A rare bright spot in the endlessly discouraging 2020 news cycle was the triumph of ordinary people in Chile voting overwhelmingly on October 25 to rewrite their Constitution. A supermajority of Chilean voters, 78 percent, voted to scrap their country’s dictatorship-era, neoliberal Constitution and start over with a new vision of democracy. Chile’s trade unions played a big role in the get-out-the-vote effort. More importantly, millions of workers in Chile waged a series of massive strikes in 2019 across key sectors of the country’s economy. Those strikes played a decisive role in forcing the plebiscite. In the fall of 2019—when the Chilean president balked at demands by students and women’s groups for a bottom-up process to create a new Constitution—construction, dock, education, airport, mining, agricultural, and other workers all walked off the job in support of broad social demands for a better democracy.
There has been a lot of social media chatter about a general strike here in the United States if the results are ambiguous and Trump tries to steal the election. It would be amazing if national trade unions here were prepared to take the same actions in November 2020 that Chile’s national unions took in November 2019—but there’s absolutely no indication that people in positions of power in significant sectors of the US economy are ready to act as boldly as Chilean leaders did. Even if a presidential coup warrants a general strike, achieving one as early as next week is wishful thinking. As a campaign strategist, union organizer, and veteran of both the 2000 Florida recount and many supermajority workplace strikes, I believe it is urgent to remain deadly serious and sober about the actual possibilities when it comes to defending what’s left of our modicum of democracy.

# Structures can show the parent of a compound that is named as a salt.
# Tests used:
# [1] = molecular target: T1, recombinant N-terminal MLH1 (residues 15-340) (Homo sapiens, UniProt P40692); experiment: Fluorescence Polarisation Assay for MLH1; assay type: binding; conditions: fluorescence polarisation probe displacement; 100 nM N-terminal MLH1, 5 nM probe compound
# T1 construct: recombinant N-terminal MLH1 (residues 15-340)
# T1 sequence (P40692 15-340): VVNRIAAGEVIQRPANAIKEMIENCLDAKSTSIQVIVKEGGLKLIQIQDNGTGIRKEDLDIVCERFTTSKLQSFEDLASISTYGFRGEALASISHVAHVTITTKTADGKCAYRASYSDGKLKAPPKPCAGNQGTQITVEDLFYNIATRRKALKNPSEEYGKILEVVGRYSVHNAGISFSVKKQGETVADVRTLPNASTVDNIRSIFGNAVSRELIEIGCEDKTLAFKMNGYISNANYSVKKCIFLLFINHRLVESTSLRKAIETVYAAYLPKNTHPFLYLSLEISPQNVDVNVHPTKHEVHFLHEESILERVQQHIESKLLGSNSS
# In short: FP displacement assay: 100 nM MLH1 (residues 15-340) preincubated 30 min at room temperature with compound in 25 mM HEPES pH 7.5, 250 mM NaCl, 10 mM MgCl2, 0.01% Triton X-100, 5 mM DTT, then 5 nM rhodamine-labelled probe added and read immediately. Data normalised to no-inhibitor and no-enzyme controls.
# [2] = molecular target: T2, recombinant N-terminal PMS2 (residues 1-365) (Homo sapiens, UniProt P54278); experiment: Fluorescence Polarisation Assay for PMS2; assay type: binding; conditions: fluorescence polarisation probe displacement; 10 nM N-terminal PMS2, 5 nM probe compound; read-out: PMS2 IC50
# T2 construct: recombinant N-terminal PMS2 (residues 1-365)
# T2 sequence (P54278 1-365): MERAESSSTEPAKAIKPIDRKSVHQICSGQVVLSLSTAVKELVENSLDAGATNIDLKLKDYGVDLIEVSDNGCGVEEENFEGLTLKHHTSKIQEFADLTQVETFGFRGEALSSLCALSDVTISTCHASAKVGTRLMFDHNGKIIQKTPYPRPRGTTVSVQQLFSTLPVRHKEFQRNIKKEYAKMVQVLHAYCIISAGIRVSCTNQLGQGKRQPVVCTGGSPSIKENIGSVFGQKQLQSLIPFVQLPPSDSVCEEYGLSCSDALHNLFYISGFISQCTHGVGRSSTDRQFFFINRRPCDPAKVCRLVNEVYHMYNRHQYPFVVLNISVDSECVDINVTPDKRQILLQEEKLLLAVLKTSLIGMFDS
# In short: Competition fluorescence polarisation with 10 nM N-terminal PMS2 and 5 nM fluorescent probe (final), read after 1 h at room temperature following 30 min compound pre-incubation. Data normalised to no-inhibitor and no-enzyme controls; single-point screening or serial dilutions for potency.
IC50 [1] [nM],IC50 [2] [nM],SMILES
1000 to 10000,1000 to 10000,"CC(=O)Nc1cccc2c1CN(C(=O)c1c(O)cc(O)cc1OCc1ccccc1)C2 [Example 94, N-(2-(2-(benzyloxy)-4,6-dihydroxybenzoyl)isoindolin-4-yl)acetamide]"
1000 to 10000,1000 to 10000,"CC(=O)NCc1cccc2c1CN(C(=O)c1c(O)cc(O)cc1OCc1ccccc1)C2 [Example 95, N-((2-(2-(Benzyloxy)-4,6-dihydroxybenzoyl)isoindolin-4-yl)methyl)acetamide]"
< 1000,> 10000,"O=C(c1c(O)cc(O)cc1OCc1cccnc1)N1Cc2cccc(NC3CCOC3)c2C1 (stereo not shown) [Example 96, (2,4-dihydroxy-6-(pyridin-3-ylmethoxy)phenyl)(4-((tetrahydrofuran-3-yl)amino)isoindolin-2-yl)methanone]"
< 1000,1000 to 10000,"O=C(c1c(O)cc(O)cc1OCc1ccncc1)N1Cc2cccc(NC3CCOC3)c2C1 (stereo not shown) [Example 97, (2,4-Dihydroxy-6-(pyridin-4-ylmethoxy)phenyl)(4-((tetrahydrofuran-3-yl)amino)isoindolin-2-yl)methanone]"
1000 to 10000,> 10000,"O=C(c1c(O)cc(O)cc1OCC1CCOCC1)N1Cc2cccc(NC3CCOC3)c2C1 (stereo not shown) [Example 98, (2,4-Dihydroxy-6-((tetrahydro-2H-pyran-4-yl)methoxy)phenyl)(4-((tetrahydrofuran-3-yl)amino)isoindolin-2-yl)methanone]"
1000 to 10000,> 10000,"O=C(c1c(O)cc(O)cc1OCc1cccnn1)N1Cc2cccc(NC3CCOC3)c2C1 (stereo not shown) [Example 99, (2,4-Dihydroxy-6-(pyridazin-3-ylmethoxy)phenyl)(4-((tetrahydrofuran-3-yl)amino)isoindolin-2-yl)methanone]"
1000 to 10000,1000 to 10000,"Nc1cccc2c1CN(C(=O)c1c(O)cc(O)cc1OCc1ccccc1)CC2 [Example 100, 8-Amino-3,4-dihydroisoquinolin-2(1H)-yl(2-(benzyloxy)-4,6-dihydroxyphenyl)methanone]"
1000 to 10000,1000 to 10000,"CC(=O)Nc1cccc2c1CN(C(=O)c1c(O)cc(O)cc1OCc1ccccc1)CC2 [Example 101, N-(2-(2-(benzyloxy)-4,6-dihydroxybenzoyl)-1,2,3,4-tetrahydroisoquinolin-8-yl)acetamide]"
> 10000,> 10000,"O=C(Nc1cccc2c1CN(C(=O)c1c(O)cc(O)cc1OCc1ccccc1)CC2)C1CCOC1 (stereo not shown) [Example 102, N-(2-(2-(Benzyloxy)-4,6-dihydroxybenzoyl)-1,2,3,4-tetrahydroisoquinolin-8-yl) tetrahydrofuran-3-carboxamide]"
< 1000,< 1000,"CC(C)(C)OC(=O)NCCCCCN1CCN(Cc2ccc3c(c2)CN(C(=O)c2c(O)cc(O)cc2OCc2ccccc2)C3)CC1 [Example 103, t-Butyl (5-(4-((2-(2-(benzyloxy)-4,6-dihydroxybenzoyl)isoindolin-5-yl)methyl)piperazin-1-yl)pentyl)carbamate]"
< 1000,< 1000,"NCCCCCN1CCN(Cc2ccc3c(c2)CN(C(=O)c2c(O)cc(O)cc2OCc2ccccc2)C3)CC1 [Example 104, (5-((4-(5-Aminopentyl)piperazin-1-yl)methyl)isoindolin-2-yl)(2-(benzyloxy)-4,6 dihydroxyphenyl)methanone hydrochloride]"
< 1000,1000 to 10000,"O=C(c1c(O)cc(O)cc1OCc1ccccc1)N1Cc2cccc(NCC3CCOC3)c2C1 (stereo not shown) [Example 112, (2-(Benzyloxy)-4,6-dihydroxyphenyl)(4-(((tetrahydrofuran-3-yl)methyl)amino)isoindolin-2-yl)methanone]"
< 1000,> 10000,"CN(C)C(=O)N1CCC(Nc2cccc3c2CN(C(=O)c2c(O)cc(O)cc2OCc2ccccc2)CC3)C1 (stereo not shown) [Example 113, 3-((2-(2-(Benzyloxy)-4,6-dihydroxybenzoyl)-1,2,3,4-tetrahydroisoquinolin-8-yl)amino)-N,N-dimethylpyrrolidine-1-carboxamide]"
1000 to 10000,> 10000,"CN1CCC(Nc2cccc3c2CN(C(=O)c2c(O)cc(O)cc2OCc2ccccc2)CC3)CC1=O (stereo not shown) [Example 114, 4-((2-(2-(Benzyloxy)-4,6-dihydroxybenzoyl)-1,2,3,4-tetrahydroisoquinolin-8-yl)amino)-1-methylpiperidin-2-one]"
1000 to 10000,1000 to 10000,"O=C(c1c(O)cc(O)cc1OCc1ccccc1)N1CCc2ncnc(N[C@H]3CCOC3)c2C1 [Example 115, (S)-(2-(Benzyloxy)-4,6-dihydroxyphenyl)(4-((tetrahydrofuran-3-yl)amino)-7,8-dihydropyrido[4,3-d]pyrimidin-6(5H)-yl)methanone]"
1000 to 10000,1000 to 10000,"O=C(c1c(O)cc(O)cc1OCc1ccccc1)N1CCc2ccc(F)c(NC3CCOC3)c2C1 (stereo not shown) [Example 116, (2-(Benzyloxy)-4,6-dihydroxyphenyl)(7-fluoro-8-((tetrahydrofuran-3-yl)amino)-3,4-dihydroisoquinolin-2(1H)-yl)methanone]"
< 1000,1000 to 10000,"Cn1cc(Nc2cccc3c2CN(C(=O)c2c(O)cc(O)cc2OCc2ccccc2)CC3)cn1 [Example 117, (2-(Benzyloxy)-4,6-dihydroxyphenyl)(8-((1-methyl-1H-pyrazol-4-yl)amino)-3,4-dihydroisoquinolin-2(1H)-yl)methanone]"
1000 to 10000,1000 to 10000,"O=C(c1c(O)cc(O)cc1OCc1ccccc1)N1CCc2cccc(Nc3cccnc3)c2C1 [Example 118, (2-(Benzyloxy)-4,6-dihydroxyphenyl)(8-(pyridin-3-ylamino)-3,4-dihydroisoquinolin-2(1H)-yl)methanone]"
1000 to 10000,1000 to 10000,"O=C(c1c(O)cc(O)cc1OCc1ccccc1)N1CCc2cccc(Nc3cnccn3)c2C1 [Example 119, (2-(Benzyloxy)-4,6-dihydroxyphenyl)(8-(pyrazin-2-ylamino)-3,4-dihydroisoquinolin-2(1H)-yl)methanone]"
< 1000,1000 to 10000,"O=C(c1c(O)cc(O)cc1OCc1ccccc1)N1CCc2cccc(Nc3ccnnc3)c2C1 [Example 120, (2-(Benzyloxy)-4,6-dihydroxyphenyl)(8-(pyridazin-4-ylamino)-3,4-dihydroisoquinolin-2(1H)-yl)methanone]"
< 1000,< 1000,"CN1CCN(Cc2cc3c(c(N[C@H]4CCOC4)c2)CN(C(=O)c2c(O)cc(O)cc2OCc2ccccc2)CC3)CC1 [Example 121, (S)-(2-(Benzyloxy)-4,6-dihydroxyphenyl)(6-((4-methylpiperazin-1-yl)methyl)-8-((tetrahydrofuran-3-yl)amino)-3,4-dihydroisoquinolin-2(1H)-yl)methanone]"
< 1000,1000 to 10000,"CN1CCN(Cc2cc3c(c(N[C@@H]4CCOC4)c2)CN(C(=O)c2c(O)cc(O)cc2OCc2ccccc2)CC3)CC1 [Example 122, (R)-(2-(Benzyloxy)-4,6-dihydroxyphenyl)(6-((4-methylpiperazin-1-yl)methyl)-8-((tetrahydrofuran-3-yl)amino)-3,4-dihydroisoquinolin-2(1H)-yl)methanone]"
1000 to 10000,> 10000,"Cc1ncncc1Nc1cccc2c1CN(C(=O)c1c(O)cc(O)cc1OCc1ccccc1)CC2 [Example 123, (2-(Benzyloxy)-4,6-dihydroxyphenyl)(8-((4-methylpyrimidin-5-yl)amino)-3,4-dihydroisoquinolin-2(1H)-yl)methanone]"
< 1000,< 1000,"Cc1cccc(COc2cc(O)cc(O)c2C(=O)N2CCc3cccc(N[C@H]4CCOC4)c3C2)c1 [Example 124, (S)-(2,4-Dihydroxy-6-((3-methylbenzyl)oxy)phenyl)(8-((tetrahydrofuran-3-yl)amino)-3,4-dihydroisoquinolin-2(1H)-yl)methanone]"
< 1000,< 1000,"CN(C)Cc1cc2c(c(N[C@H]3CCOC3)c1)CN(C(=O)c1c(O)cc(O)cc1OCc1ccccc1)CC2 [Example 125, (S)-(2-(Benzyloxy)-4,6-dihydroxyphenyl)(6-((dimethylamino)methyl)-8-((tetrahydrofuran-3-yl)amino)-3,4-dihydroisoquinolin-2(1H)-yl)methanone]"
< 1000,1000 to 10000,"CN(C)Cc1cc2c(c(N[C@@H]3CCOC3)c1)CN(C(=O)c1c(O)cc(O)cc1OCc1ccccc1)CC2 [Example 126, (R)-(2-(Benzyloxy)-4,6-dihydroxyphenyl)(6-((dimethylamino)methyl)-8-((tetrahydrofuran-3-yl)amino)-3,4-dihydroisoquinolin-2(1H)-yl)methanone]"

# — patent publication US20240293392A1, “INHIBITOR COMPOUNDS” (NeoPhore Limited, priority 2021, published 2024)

The last time the United States was rocked by the kind of strikes that could shut down the nation was just after World War II. Many workers who took part in the 1945 and ’46 strikes worked in sectors whose jobs have long ago been automated or shipped to other countries. At the national level now, there’s been just one elected leader who has repeatedly mentioned the phrase “general strike”: Sara Nelson, the president of the Association of Flight Attendants. According to Nelson in a recent phone call, “Are unions ready? No. But are we theoretically capable? Yes.” Getting from capable to reality is a pressing project, for 2021, 2022, and throughout the next national administration—no matter who is in power.
What is possible now, and entirely likely, is that workers at a more local level across the country will take action—including strikes. Two Area Labor Councils, in Rochester, N.Y., and Seattle, have embraced a call for strikes if a coup is in the works. Aside from these councils, local unions can demand that their national unions break with the Democratic Party leadership in terms of strategy. Many regional and local unions are already engaged with social movement partners in a variety of efforts, including through the Working Families Party, in planning for massive direct action if Trump follows through on his threat to falsely claim he is the winner on election night, even if huge numbers of votes have not yet been counted.
But it’s crucial that we learn several key lessons from the disaster in 2000. As one of the first organizers to land in Palm Beach County the morning after the election in 2000 (and among the last to fly out from there over a month later, after the coup), I know that good legal strategies help, but they are no match for the forces behind Trump. In fact, some of the same forces that drove the illegitimate conclusion in the 2000 election are working the Trump rule-by-minority today, too. (Not to mention the fact that three members of George W. Bush’s legal team, John Roberts, Brett Kavanaugh, and Amy Coney Barrett, now sit on the Supreme Court.)